People On The Move - Drew T. Weber
Working over a 2,100-degree forge, hammering against a circa 1860 anvil, self-taught artist Drew T. Weber is working on his current project, a 12-foot-tall ‘Giant Man’ who will eventually earn his wings and become Saint Michael.
Weber, 32, a resident of Colt’s Neck since the age of ten, works in many media: carving marble, leather and wood, making guitars, as well as historically accurate swords – but his great passion is bringing movement out of rigid steel.
While he takes commissions, much of his work comes from his vivid imagination and eventually finds a home with someone who connects to his work. “I let the music guide the movement of the piece,” Weber says. Walking into his shop you may hear Led Zeppelin or a band from the 40’s. It’s easy to imagine Weber working on a Viking sword while he turns up the volume on Heidivolk, the folk metal band from the Netherlands. It’s perfect for hammering steel.
Finding inspiration from DaVinci to the Vikings, Weber obsessively researches his work, which he calls “historically inspired.” He has crafted a Viking Seax and an Italian Cinquedea (a ‘five fingers wide’ blade popular during the Italian Renaissance). He is one of the few craftsmen in the world using the original technique to create the Cinquedea. Nobility wore the lethal blades in highly decorated sheaths to show their wealth and for self-defense. It’s a far cry from his first metalwork piece, a Bowie knife replica, made when he was 20. “I suppose it was a decent first effort, but even then I saw ways I wanted to improve.” For Weber, it is not enough for his work to appear historically accurate, he also uses historically correct tools and methods.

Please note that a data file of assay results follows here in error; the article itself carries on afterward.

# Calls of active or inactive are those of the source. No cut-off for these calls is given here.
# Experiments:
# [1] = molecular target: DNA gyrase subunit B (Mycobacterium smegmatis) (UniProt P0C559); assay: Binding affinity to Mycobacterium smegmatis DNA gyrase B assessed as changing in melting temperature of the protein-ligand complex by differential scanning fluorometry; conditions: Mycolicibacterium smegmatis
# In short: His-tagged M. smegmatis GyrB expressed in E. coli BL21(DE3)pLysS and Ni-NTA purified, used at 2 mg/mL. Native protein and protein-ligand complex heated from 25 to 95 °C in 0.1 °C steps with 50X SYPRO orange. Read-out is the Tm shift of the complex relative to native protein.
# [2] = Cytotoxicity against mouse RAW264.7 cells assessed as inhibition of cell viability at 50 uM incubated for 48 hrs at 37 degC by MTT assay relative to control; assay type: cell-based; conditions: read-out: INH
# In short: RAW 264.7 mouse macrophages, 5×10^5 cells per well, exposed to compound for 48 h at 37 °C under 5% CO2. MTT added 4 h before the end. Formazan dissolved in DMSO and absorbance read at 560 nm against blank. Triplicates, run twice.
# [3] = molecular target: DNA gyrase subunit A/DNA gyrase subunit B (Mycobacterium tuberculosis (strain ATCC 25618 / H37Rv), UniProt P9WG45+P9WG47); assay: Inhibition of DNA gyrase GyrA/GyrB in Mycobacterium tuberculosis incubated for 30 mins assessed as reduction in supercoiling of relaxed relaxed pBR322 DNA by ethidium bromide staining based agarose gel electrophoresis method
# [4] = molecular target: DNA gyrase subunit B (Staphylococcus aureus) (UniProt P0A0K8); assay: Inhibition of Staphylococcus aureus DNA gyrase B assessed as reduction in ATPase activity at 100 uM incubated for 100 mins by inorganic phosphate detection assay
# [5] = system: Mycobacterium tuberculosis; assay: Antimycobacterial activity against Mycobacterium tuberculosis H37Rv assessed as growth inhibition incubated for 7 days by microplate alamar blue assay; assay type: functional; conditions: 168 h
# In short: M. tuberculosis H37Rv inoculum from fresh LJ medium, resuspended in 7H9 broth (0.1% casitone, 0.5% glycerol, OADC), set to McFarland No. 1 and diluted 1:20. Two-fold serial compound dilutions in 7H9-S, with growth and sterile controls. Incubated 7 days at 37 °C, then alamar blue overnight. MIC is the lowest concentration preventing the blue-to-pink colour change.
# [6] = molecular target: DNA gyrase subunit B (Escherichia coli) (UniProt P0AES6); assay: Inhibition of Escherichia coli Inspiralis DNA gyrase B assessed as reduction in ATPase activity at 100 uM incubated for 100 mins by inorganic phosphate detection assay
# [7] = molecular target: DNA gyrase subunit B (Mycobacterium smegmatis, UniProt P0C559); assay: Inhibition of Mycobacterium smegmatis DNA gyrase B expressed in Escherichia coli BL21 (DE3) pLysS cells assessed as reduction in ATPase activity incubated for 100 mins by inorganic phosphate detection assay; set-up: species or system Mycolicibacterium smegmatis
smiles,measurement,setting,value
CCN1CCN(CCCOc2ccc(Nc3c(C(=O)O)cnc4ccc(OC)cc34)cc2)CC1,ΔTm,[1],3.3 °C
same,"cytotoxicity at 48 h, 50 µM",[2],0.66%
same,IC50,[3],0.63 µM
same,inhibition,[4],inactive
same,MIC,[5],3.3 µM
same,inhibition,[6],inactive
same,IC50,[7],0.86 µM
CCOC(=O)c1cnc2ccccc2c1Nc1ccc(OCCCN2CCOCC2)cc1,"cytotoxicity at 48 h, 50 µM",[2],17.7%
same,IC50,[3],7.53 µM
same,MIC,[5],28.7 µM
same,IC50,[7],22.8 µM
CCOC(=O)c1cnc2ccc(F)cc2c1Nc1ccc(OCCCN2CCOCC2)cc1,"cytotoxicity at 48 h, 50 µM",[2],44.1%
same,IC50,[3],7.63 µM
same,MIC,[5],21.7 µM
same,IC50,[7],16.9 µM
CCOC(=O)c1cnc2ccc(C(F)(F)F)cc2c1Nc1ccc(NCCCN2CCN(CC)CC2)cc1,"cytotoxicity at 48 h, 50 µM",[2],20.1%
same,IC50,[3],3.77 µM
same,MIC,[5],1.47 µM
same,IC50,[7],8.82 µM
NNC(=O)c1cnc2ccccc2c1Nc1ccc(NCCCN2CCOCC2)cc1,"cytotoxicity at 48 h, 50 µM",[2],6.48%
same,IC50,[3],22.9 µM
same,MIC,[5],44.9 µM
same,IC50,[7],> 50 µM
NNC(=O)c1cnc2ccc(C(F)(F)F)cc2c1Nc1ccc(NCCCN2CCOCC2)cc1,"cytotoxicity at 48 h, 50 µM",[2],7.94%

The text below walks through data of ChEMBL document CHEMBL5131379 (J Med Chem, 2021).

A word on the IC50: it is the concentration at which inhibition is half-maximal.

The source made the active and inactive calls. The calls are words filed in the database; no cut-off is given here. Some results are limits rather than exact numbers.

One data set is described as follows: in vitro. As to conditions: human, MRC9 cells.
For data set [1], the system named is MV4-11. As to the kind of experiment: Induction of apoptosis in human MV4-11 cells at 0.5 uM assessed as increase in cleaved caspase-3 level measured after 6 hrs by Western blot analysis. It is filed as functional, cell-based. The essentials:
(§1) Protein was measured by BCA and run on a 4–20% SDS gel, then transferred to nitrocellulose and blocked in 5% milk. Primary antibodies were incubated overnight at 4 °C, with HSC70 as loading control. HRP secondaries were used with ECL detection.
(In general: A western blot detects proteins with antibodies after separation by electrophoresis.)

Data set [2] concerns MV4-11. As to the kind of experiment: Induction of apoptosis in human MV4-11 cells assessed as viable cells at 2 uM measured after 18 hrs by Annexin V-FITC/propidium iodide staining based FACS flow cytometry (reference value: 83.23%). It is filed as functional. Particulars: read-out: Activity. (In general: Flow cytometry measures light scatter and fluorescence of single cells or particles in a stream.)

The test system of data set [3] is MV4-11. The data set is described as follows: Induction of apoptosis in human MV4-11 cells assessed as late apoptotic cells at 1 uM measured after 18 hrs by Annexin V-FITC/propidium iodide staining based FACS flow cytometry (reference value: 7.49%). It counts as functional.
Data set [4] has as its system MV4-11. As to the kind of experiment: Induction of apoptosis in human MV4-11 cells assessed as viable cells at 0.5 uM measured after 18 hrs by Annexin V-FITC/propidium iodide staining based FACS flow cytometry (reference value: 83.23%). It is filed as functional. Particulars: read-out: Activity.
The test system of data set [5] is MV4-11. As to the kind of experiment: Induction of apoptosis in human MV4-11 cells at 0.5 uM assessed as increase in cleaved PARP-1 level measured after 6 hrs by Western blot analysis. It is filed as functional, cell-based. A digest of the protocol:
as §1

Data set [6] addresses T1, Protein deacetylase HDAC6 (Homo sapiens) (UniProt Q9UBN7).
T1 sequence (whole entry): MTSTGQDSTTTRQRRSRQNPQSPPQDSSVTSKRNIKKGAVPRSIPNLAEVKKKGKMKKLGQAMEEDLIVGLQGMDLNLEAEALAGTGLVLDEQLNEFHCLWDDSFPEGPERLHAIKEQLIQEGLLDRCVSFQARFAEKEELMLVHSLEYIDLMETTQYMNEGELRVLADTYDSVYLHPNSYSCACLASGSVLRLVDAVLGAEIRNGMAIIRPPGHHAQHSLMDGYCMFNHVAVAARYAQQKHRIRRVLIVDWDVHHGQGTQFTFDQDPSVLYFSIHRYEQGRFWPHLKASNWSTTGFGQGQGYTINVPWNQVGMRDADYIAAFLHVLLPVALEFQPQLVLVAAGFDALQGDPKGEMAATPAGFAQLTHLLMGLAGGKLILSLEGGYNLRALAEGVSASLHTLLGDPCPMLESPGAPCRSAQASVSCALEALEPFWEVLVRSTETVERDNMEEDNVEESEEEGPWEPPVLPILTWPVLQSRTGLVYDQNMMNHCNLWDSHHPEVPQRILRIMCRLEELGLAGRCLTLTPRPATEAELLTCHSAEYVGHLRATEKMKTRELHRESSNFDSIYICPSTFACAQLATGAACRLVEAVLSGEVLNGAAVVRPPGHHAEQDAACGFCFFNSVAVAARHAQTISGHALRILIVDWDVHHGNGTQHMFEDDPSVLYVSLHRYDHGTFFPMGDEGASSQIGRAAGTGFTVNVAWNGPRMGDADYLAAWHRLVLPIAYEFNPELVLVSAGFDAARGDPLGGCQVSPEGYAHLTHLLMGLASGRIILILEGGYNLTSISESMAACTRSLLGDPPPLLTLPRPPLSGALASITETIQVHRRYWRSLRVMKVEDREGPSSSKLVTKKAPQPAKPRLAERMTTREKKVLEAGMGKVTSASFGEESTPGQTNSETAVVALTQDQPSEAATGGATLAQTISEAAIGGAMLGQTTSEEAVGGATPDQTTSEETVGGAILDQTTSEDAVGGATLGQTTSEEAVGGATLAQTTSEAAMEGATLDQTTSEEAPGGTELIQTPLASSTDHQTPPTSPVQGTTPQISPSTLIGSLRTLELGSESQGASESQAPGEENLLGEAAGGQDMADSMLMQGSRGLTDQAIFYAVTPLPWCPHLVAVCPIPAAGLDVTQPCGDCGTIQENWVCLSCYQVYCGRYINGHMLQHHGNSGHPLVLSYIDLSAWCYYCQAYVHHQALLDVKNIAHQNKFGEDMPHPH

Weber credits the New Jersey Blacksmith Association (NJBA) with keeping a dying craft alive. He notes that Associate members will “share their knowledge of a lost craft. Most are more than willing to openly share their secrets.”
Weber himself is a bit of a secret. His colossal sculpted roses sprang up outside the Colt’s Neck Post Office without fanfare, and his work “Reflection from a Dream,” which graces the courtyard of the highly-regarded Restaurant Nicholas in Middletown, seems to have grown there. “Chef Nicholas connected with the piece,” Weber recalls. “It was a natural fit.” Not one for social media, but with encouragement from his wife Diana and three children, Weber finally opened a Facebook page (look for “Drew T Weber, Artist”) after friends and fans begged for pictures of his latest work. Seeing photos is nothing compared to visiting the work in progress. Housed in Weber’s double garage studio in Colt’s Neck, the giant sculpture is as tall as the rafters, and once the wings are ready, it will have outgrown the space. Weber doesn’t know where the sculpture will go just yet, but he doesn’t create with a more specific goal than expressing his larger than life vision. Public installations can be viewed at the Colt’s Neck Post Office and St. Mary’s Church, both off Route 34 in Colt’s Neck, and Restaurant Nicholas, Route 35, Middletown.
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